Strong political support, increased awareness, and pockets of best practice -- these are the key characteristics of interoperability in European healthcare IT today, according to Catherine Chronaki, co-chair of the International Council at Health Level Seven (HL7).
"The EU digital Agenda 2020 has recognized interoperability standards as one of the main pillars in its mission to achieve the triple win: sustainable healthcare systems, quality care, and innovative solutions that unlock market potential," she told attendees at this month's World of Health IT (WoHIT) and eHealth Week 2012 meeting in Copenhagen.
EU-wide initiatives such as epSOS (European Patients Smart Open Services), the SemanticHealthNet Network of Excellence, the e-Health European Interoperability Framework, the e-Health Governance Initiative (eHGI), and the e-Health Network address interoperability at the semantic, technical, organizational, and political levels in Europe. Interoperability in healthcare IT is perceived as a driver to contain costs, improve patient safety and quality of care, but also as an enabler to innovative e-health solutions, Chronaki noted.
Amidst mounting concerns about rising healthcare costs, healthcare organizations are striving to improve internal workflows and take advantage of standard implementation guides (IGs). However, the market is still highly fragmented, and implementations lack consistency, raising the cost of cross-vendor and/or cross-enterprise solutions.
Some standards, such as DICOM and HL7's Clinical Document Architecture (CDA), have achieved high adoption rates, she explained. Notably, most radiology departments employ imaging solutions that support the DICOM standard. However, in most diagnostic centers, patients still receive their imaging studies on a CD, including a proprietary viewer of the studies in DICOM to accommodate proprietary vendor tags.
"Moving forward, there is a pressing need to foster interoperability across vendors, across healthcare enterprises, across health and social care, across institutional and consumer-based care," she noted.
Adoption of interoperability varies across primary care, specialized care, hospitals, and telemedicine. Interoperability in radiology is at the forefront of adoption with DICOM and the IHE-scheduled workflow. Furthermore, teleradiology is one of the most widely implemented telemedicine services driven by the shortage of radiology specialists in several European countries. HL7 CDA is favored in the cross-enterprise sharing of patient data, and as part of the IHE XDS profile and epSOS profiles for cross-border e-prescription and patient summaries. Some regions in Italy and Spain, as well as the U.K. and Finland, are quite advanced in implementing interoperable solutions as part of their e-health strategy.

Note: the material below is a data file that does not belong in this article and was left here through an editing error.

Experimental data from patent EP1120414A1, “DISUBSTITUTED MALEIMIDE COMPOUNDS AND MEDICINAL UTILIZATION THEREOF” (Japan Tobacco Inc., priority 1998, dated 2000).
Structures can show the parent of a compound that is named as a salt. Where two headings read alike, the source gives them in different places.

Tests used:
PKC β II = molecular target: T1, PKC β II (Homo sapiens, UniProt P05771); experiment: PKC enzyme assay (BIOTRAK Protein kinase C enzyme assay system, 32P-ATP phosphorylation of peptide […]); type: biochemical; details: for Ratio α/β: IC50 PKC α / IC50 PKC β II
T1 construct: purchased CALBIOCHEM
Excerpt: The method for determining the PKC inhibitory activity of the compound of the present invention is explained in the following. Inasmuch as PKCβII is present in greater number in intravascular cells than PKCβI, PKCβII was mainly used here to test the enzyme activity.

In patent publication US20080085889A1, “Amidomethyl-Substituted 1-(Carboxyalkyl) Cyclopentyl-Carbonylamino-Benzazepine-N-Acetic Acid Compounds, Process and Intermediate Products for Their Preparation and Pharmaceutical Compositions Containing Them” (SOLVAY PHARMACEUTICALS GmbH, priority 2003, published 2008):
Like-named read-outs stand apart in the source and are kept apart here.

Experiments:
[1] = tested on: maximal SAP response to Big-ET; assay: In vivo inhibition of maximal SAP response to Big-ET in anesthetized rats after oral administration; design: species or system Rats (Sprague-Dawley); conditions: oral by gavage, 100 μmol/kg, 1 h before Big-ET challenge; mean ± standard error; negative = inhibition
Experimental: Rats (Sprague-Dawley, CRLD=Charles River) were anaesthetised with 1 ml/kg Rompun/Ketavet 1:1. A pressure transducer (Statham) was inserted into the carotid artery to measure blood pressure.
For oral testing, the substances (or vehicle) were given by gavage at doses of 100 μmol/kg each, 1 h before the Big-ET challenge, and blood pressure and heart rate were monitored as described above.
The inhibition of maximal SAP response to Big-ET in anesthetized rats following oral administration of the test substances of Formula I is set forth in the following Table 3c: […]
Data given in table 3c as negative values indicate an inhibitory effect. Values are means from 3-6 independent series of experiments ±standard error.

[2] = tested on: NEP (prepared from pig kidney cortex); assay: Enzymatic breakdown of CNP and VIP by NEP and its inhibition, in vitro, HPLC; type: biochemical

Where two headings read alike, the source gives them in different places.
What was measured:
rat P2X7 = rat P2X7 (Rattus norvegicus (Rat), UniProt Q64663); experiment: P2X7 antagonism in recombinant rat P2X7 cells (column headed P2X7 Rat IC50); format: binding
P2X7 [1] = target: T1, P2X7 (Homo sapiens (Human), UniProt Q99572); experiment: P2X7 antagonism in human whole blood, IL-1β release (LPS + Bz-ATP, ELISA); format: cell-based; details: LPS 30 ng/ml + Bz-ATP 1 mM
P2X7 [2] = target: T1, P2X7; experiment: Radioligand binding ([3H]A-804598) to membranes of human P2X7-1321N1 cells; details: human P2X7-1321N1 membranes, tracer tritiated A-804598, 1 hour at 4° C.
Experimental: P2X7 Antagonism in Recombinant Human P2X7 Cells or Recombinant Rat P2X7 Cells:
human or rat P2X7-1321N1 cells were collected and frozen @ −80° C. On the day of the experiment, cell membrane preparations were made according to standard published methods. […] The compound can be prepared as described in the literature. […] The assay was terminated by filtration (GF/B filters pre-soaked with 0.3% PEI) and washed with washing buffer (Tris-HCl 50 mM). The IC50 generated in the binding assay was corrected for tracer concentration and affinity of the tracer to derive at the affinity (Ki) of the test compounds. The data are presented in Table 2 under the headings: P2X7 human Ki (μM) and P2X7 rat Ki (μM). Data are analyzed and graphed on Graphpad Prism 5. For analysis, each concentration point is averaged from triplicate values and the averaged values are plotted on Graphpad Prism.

"Worth noting is the establishment of interoperability offices in several Spanish regions," Chronaki said.
An important barrier to broad embracement of interoperability is the limited availability of consistent IGs for existing standards that address business requirements of typical use cases such as cross-enterprise sharing of patient records, e-prescription, patient safety, clinical research, etc.
"Further attention has to be given to cross-enterprise interoperability by feeding back user assessment to standards developing organizations and profilers to enable easier and affordable implementation," she urged. "A clear separation of the content and transport components of healthcare IT standards might help in that respect, paving the way for embracing the cloud paradigm in healthcare."
Additional barriers include unclear e-health legislation, accreditation of health professionals, the lack of e-skills related to healthcare IT standards, and resistance to adopt a culture of trusted data sharing among stakeholders.
"However, as the HL7 session 'Economics of Interoperability' here in the eHealth week revealed, the major barrier is low awareness of business models for interoperability investments. While there is an abstract commitment by all stakeholders to interoperability, a clear notion of investment cycles and expected return on investment for each one is typically missing," she noted. "The key to adoption is affordable implementation of standards, in a clear legal and regulatory framework for e-health."
Imaging workflows that demonstrate the value of interoperability have been widely documented, as teleradiology enters mainstream adoption to address long waiting lists and shortage in experienced radiologists in several countries. Starting with innovative projects several years ago, such as Baltic Health (www.baltic-ehealth.org) and RBay (www.r-bay.org), several companies such as the telemedicine clinic in Barcelona (www.telemedicineclinic.com) are now engaged in profitable teleradiology services.
Linking teleradiology consultations to a patient's electronic health record (EHR) is still a workflow calling for wide implementation. Similar is the situation for telecardiology. "For years we have been arguing that teleconsultations are medical acts that should be reimbursed and be fully documented in the integrated EHR of a patient," Chronaki said.
As part of its most recent initiatives to advance interoperability and address user needs, HL7 has made domain information models available as free downloads. Also, the new care provider membership scheme aims at broadening the base and increasing domain expertise. Finally, the current focus of the newly established HL7 WG is on mobile health, which is intended to make HL7 standards to be fit for purpose in a world flooded by smartphones and tablets, she concluded.